by Tameca L Coleman
“Love is never better than the lover,” Toni Morrison writes in her book The Bluest Eye. It’s a line that has haunted me since the first time I read it. More than once I’ve found myself sitting in the silence of my apartment contemplating the results of my upbringing; the love that was there was often unskilled, wrought by the best intentions and hardship. The love that was there was shaped by economic strife and the damaging social constructions of race. I wondered, so many times if I could heal what I had inherited and love better despite it. But these predicaments seemed to say that earnest and well-intentioned love alone is never enough.
Shane McCrae’s first book of poetry Mule brought these ideas to mind again -- specifically, those moments in which the book begins, where McCrae narrates a marriage. “the twigs by the road were dry enough to burn/ It does not matter if we change,” he writes. Reading lines like these, I wondered: How can people join in union when so much of what cultivates and surrounds the possibility of that union promotes fracture?
An answer comes: As best as one can, even if a departure from that union looms, one tries. Two try. We build a life together, and go about it earnestly, despite whatever upbringing, despite whatever holes in our emotional toolkits, despite whatever social constructs lord themselves over us and shake the foundations we try to build for ourselves loose.
So much of this work hits home for me; I feel it deeply. Despite the sadness in these poems, the beauty and imagery in them make me feel hopeful because the kind of attention paid here only comes out of love.
Mules’ poems work best on me when I read them out loud. They are also visibly impressive. The poems’ fractured forms appear on the page as strange line breaks, repetitions or stutterings, spaces in the text, and slashes that cut through, interrupting memory and emotion. Expression is fraught with interruptions. An example of this is in the poem “A Dancer There.” McCrae writes about when “we divorced”:
These poetic devices create an anxious feeling, a feeling that at any moment everything can be irrevocably lost, and there is constant evidence that McCrae is speaking from a place that is backed by the kind of love that would fight to hold on. Why else would the couple try with so much stacked against them? They live in a world in which they are largely invisible, which does not support the foundation they would like to build and keep, and they also live in a world in which their feet cannot solidly land.
McCrae’s couple married in a bug’s thorax, a place where seemingly they could not get their footing. They married in a battlefield, and in moments where they were separate from those around them, and each other. Their relationship moved as quickly as speeding trains, as did the world around them, as did time. But they married, even when emotions ran high, even while knowing their flaws, even when their son was diagnosed with autism. There is a sense of the narrator pushing forward despite the terrible odds stacked against him. There is also that sense that love alone is not enough. McCrae writes: “half of love is hope,” and “no animal outruns its past.” When I read these lines, I feel the defeat.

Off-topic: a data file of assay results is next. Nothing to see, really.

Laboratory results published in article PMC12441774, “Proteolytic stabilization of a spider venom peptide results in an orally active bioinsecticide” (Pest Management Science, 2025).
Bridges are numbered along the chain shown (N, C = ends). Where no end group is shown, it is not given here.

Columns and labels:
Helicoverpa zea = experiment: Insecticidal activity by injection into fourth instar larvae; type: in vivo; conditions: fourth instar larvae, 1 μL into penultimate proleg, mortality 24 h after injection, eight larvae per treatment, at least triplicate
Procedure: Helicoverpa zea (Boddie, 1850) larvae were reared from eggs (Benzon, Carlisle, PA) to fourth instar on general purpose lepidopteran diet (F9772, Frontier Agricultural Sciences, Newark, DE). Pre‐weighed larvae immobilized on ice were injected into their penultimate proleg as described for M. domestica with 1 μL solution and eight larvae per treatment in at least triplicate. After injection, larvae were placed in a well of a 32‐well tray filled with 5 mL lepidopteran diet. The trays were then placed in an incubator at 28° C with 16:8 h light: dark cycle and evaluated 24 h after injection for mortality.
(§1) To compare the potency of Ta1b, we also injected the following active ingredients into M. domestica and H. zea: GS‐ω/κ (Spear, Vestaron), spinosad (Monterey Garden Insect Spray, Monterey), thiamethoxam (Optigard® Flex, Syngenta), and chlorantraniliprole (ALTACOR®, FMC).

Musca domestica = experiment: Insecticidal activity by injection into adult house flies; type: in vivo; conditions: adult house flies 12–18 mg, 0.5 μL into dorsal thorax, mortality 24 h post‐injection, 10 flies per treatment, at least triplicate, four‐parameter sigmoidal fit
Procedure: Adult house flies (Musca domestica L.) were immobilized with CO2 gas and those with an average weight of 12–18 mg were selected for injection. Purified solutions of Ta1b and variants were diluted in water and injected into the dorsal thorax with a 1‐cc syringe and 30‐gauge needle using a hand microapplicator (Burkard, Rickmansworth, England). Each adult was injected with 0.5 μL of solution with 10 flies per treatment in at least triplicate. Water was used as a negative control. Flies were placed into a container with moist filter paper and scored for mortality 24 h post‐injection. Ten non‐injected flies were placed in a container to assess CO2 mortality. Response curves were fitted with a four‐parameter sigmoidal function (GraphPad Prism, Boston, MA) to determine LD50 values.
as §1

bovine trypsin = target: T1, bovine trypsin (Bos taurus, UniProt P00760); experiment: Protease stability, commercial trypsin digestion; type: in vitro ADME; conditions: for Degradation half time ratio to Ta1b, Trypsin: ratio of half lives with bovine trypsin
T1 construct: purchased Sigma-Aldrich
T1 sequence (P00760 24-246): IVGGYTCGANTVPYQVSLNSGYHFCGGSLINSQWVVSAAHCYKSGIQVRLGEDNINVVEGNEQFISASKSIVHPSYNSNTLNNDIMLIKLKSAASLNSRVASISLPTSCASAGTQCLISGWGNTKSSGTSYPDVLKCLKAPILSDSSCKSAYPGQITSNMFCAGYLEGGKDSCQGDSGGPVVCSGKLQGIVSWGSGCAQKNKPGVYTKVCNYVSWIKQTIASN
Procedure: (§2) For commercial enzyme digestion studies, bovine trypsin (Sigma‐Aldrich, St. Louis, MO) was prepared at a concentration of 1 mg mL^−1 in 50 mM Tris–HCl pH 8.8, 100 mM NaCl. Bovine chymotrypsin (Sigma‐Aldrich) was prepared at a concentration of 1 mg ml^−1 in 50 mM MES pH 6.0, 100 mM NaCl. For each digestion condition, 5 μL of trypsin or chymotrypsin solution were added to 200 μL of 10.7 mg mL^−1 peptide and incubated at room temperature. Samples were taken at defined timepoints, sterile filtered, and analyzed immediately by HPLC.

There is so much music and beauty in these poems. We see nature here: birds, the mountains, a bee, a pond. And there is shadow, too. In “The Cardinal is the Marriage Bird,” for example, the book’s introductory poem, we see a symbol of hope becoming a harbinger of what’s to come. The cardinal is the marriage bird, but it is also “a shadow on the snow but still/The sunlight on the snow”; it is “a flash of shadow and the cardinal is the shadow bird/A flash of wound...” The beautiful and the terrible cannot be extricated from each other because they are inextricable strands of life. Spring is a tree “raw with birds.” A beautiful woman walks, but is also bodiless according to her country; she is seen and also dissolved in that seeing: “she loses / Her body” if she ever really had one (of her own). And being mixed, half, mulatto means that you “Will recognize yourself in the singing you / Will not recognize yourself in the songs.”
These poems communicate a yearning for connection that I relate to, and they show that there are barriers that separate husband from wife, son from the father, man from other people, and also God. For all of the trying in marriage, in fatherhood, in life, and in spirit, that sense of separation persists. The textures of these poems create a feeling of trying, clutching, even when there can be no holding on.
The language in these poems feels simple but to think so would be a mistake. These poems are masterfully wrought. One of many of McCrae’s talents is in his power for relaying raw emotion to the reader. The reader is brought into the text and feels every word. For example, in the poem “The Boy Calls Twilight,” the narrator observes his son with love and also the kind of distance that comes with acceptance; love being an inherent emotion for a father, and the distance because there is nothing he or his wife can do to change the boy’s state:
Despite the heartbreak in these moments, they are beautiful. The reader in these moments can’t help but be in the narrator’s shoes, experiencing these dualities.
Mule reads as an artifact of living. It harbors no judgement over the life it reflects, nor does it wield anything over the reader. These poems are intimate, and as a reader of these poems, I felt the same heart pangs of loss via memory that the narrator portrays, and I was also prompted to remember my own. Further, as in McCrae’s book Blood, the poems ring like music, the lines echo and refrain, and the pauses and fragments serve as overlapping song lyrics (for example: “His ghost we didn’t know him in his bel-/ly no. We did not know him no the son/ We had we do not know the son we have”). These poems could be sung.